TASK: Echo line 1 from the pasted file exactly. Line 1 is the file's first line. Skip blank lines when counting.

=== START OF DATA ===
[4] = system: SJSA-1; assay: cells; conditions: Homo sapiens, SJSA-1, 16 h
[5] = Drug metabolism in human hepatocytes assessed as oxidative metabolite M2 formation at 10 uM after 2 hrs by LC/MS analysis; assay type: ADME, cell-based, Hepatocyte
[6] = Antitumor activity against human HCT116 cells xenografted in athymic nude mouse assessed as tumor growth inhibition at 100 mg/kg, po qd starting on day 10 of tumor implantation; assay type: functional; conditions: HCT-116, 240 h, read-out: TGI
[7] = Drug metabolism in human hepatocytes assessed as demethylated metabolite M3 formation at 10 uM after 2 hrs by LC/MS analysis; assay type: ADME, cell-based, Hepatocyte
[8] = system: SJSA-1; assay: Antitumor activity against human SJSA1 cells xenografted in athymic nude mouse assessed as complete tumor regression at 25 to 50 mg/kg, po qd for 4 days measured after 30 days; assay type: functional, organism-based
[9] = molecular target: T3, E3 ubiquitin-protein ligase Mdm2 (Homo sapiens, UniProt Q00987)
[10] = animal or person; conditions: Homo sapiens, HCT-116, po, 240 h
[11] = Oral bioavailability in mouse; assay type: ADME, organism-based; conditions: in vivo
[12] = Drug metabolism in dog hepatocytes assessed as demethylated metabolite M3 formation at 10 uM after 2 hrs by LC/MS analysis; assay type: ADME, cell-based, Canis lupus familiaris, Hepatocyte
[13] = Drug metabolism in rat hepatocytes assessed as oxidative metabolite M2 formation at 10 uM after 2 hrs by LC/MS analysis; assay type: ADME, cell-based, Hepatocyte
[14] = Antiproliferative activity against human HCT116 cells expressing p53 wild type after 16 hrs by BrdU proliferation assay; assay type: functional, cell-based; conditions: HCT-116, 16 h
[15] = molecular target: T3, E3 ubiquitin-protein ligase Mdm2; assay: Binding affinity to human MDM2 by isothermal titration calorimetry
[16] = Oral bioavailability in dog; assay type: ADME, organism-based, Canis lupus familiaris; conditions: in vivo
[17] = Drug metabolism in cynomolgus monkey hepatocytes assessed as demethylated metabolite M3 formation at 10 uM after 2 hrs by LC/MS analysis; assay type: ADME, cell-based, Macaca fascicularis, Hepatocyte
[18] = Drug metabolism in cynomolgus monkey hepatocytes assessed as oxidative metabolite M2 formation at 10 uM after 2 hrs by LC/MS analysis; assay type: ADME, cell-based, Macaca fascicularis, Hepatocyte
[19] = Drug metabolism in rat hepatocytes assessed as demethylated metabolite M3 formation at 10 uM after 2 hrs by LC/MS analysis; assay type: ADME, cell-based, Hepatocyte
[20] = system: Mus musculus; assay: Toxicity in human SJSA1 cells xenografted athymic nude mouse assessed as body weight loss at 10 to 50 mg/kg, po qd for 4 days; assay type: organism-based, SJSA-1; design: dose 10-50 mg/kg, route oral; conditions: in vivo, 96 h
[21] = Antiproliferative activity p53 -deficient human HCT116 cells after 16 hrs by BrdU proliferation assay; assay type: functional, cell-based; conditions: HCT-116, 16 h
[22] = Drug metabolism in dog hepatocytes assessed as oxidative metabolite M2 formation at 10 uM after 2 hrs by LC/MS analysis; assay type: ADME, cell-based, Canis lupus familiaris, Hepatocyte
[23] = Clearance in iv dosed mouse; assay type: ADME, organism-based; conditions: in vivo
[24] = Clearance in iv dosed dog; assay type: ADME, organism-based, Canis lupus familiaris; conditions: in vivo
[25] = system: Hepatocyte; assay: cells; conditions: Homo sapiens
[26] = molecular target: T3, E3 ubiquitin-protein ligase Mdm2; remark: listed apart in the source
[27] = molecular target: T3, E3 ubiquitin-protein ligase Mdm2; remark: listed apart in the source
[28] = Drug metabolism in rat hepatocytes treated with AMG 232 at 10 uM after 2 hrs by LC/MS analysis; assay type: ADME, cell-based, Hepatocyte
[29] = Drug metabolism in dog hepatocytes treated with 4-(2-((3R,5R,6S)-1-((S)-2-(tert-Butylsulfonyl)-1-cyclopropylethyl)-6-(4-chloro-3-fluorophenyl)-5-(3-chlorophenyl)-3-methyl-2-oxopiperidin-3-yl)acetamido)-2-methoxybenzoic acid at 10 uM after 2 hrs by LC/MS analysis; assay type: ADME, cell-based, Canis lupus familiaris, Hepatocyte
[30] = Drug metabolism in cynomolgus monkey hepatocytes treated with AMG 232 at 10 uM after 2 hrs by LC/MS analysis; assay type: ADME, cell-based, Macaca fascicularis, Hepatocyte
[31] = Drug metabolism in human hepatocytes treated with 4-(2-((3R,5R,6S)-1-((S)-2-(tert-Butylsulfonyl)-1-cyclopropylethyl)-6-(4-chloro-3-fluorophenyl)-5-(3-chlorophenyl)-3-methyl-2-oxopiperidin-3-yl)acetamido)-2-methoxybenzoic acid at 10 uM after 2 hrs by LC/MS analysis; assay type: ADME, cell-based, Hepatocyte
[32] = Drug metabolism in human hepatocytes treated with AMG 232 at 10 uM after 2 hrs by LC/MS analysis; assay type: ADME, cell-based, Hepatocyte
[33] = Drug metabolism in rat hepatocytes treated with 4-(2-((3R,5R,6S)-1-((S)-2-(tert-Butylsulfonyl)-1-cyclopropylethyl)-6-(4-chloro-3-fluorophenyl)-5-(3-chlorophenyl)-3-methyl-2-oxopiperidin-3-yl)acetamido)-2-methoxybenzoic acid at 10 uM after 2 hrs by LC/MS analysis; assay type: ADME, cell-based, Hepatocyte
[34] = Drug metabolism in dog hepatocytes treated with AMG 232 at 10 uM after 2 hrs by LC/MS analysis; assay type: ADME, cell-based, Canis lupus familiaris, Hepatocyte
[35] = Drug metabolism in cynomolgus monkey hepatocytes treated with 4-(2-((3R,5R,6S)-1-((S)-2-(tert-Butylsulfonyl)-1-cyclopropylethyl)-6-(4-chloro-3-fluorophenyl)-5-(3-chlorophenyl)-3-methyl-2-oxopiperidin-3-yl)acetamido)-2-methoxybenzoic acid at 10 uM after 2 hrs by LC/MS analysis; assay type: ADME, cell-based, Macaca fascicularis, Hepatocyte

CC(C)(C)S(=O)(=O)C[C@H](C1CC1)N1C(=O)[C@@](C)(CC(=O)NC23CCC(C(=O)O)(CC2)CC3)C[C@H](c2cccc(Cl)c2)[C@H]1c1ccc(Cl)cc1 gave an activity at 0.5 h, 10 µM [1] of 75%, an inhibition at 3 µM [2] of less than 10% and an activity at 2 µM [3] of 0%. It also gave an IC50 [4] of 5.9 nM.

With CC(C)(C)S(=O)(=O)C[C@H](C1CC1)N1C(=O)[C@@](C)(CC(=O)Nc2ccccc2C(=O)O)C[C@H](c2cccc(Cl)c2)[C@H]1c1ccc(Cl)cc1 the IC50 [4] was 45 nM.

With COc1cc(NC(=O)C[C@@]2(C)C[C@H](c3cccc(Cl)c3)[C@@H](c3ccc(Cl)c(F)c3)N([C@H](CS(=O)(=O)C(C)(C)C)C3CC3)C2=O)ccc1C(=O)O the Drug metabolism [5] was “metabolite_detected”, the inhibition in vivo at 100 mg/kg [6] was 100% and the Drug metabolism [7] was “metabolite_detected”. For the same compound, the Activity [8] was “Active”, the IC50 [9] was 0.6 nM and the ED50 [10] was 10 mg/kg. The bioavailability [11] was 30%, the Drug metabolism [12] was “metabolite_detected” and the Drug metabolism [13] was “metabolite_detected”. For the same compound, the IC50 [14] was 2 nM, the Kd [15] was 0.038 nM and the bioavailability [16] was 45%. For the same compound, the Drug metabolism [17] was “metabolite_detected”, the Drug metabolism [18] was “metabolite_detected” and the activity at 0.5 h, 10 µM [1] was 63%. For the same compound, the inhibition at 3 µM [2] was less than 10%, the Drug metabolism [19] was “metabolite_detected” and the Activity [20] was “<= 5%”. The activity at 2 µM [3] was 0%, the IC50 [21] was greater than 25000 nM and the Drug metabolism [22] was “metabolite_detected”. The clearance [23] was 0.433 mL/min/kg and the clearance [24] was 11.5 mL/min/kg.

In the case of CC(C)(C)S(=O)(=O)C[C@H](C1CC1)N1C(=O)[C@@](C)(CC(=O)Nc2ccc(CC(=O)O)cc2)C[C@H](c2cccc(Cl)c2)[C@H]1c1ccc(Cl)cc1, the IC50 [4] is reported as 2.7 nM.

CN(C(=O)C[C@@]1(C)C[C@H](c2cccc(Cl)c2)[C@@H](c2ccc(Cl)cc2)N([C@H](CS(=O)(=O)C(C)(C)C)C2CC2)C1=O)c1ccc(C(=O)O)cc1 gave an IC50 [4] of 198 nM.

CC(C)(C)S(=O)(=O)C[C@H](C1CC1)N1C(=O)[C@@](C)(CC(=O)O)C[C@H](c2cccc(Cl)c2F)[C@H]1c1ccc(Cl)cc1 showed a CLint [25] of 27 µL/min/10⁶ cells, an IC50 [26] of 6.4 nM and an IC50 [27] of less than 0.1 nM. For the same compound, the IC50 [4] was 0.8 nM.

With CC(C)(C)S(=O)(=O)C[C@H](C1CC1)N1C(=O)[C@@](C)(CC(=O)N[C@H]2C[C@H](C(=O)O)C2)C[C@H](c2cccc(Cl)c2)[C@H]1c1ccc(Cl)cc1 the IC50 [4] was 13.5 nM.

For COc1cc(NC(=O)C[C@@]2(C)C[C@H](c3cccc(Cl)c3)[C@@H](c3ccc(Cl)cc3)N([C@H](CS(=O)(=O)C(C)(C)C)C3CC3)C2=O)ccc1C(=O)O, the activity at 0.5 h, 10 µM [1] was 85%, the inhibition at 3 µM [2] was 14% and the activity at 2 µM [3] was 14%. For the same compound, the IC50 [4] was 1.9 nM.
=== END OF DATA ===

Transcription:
[4] = system: SJSA-1; assay: cells; conditions: Homo sapiens, SJSA-1, 16 h